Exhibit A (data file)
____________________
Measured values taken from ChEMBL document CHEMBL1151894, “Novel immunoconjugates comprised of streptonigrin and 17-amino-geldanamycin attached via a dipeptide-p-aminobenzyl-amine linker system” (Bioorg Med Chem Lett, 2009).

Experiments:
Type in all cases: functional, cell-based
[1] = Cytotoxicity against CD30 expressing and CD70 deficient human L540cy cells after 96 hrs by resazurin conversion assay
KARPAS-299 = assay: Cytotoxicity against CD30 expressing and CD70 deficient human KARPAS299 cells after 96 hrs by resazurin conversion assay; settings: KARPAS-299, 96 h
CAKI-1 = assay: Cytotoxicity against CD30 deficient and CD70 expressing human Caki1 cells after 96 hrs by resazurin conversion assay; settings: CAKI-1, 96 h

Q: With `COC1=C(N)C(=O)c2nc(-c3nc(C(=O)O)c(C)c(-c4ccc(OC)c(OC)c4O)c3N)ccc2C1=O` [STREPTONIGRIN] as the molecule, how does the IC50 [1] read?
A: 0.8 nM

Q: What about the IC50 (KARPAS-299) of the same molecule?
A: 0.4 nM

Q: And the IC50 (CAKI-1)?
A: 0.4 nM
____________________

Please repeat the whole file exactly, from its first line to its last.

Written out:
Measured values taken from ChEMBL document CHEMBL1151894, “Novel immunoconjugates comprised of streptonigrin and 17-amino-geldanamycin attached via a dipeptide-p-aminobenzyl-amine linker system” (Bioorg Med Chem Lett, 2009).

Experiments:
Type in all cases: functional, cell-based
[1] = Cytotoxicity against CD30 expressing and CD70 deficient human L540cy cells after 96 hrs by resazurin conversion assay
KARPAS-299 = assay: Cytotoxicity against CD30 expressing and CD70 deficient human KARPAS299 cells after 96 hrs by resazurin conversion assay; settings: KARPAS-299, 96 h
CAKI-1 = assay: Cytotoxicity against CD30 deficient and CD70 expressing human Caki1 cells after 96 hrs by resazurin conversion assay; settings: CAKI-1, 96 h

Q: With `COC1=C(N)C(=O)c2nc(-c3nc(C(=O)O)c(C)c(-c4ccc(OC)c(OC)c4O)c3N)ccc2C1=O` [STREPTONIGRIN] as the molecule, how does the IC50 [1] read?
A: 0.8 nM

Q: What about the IC50 (KARPAS-299) of the same molecule?
A: 0.4 nM

Q: And the IC50 (CAKI-1)?
A: 0.4 nM